The problem lied in internal weaknesses. The US injected an abundance of resources in the hope of establishing democracy, forming a stable government, ensuring fair elections, framing a strong constitution, and promoting peace and security. However, it failed to understand that money cannot ensure these factors. The abundance of foreign resources resulted in a corrupt government and the democratization of a tribal nation became a problem. For Afghans, tribal identities mattered more than the national identity under a democratic system. The resources were not reaching the common people. There was a weak judiciary. Violence could not be contained. The government lost its legitimacy in the eyes of the public. All these factors made many people feel wistful about Taliban rule. Another pertinent factor that was at play was the game of narratives. The failure of the US in Afghanistan was not an abrupt event. It has started long ago and ironically the United States was aware of it but never acknowledged it. For the American people and the entire world, they projected the narrative of inching closer to success day by day but the reality was far from it. In the guise of this constructed narrative, the US kept on making miscalculations one after the other. The first miscalculation was to invest so carelessly in Afghanistan without any check on where the money was going. The second miscalculation was to withdraw from Afghanistan in haste. The US withdrawal was not due to military limitations, the purpose of peace in Afghanistan, or the people of Afghanistan. It was because of domestic issues of the US. The failure of the US in Afghanistan can be attributed to its “imperial overstretch”. The biggest challenge that the US faced in Afghanistan impacted its domestic situation as well as maintaining a balance between its resources and national security commitments. When the idea of withdrawal was floated by President Donald Trump, he did not care about the aftermaths on regional security and the people of Afghanistan. President Joe Biden despite being an advocate of retaining a limited presence in Afghanistan, followed the footprints of his predecessor. The Taliban did not win because they defeated the Americans. Taliban won because Americans withdrew from Afghanistan. The war that Americans lost and Taliban won was not lost or won on military grounds. It was a political contest that has been won politically by Taliban. Taliban did not use violence or military tactics to push Americans outside Afghanistan. They went on conquering one region after the other without much resistance. The Afghan army trained by Americans and well equipped surrendered in the face of weakly equipped Taliban. The local population welcomed the Taliban rule. It was a political victory for Taliban attributed to the loss of faith in the Afghan government and the political will of the US to provide for Afghan people. There was a battle of narratives and the only thing that mattered was that whose narrative is stronger. Unites States and the Afghan government projected Taliban to be hardcore extremists who would revert the country back to the Stone Age. On other hand, Taliban kept on emphasizing the nature of corrupt Afghan government. In the end, the Taliban narrative was strong enough to defeat the other narratives. It is true that the US managed to attain its initial goals but what about the goal that it created itself over the period of time? What about the reconstruction and state-building in Afghanistan? Is the world ready to work for the goodwill of Afghan people and peace in the country? For once will anyone think sincerely about peace in Afghanistan? Whether it was corrupt government or narrative building, the Taliban are a reality now. The international community needs to find a way to deal with them. The façade of establishing peace in Afghanistan for the past twenty years has taught one very important lesson that violence does not end violence. There should be a political solution to bring peace and stability in Afghanistan. The actors who have stakes in Afghanistan should forget about pursuing their national interest and focus on rebuilding peace in the region. It looks convenient to contest your enemy in a foreign land but people of that country are suffering. The flagbearers of protection of human rights should now play their role carefully. Although the world is not ready to fund the Taliban government until they qualify on certain merits, yet controlled financial aid can be poured into the country through different organizations to primarily assist the Afghan people. The major powers should truly take calculated and responsible steps in order to bring peace to Afghanistan.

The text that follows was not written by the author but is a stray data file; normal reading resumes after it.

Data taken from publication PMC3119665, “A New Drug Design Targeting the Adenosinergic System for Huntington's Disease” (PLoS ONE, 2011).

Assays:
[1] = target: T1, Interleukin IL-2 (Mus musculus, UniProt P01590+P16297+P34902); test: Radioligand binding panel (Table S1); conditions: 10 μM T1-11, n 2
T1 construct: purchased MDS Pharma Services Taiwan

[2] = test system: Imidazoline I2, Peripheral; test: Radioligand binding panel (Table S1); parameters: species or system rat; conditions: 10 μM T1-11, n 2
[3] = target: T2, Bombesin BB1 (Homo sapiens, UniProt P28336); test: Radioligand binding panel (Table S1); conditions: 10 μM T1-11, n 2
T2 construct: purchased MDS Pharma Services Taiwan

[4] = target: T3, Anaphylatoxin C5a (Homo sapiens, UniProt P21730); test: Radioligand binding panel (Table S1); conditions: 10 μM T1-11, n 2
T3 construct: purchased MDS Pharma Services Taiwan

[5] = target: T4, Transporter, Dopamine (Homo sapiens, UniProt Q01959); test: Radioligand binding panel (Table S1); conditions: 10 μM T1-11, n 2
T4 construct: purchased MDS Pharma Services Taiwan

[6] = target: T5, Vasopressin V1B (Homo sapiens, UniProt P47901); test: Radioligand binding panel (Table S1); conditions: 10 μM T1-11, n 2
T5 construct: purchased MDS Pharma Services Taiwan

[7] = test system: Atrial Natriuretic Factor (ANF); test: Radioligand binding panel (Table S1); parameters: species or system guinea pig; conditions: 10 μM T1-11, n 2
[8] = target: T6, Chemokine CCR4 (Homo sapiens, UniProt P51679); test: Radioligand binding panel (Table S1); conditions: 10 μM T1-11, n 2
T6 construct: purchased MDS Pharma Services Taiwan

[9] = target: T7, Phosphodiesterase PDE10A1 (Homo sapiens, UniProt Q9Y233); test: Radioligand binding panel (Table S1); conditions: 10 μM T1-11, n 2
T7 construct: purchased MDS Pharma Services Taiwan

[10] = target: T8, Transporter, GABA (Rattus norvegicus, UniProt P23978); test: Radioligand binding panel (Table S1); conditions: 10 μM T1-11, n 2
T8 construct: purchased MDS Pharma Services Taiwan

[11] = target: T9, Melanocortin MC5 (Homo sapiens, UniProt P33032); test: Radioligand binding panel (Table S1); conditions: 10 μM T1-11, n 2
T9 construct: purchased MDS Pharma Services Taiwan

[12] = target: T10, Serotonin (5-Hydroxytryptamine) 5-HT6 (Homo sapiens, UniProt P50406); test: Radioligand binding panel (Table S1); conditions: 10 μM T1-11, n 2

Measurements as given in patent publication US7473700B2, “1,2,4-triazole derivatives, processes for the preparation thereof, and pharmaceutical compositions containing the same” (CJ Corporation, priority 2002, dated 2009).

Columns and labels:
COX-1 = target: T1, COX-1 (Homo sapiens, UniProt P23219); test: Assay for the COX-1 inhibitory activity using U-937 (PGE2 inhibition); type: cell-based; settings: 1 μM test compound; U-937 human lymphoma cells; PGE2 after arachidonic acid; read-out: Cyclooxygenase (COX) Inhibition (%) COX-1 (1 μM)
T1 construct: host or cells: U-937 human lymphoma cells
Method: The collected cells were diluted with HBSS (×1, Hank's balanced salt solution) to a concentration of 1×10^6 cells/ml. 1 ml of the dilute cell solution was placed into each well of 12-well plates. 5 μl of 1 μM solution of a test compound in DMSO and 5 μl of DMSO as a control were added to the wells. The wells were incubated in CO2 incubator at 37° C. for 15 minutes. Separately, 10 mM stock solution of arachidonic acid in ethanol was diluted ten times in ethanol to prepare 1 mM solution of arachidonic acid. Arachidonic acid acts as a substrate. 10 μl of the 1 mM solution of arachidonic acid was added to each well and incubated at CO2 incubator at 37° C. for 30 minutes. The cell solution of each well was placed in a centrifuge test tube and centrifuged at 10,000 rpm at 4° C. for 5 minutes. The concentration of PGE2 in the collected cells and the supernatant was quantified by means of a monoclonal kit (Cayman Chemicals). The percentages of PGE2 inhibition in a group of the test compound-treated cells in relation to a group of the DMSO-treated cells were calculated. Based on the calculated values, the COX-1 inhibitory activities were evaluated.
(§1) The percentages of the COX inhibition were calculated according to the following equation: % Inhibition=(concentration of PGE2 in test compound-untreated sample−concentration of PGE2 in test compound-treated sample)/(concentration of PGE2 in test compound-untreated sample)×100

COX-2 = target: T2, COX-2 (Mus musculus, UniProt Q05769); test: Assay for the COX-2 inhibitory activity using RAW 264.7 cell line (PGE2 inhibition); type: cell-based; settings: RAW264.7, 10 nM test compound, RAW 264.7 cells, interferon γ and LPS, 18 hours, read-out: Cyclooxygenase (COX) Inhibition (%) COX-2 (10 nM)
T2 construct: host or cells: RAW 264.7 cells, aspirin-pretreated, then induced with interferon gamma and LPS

Author is an Islamabad writer who focuses on South Asian Politics and Afghanistan.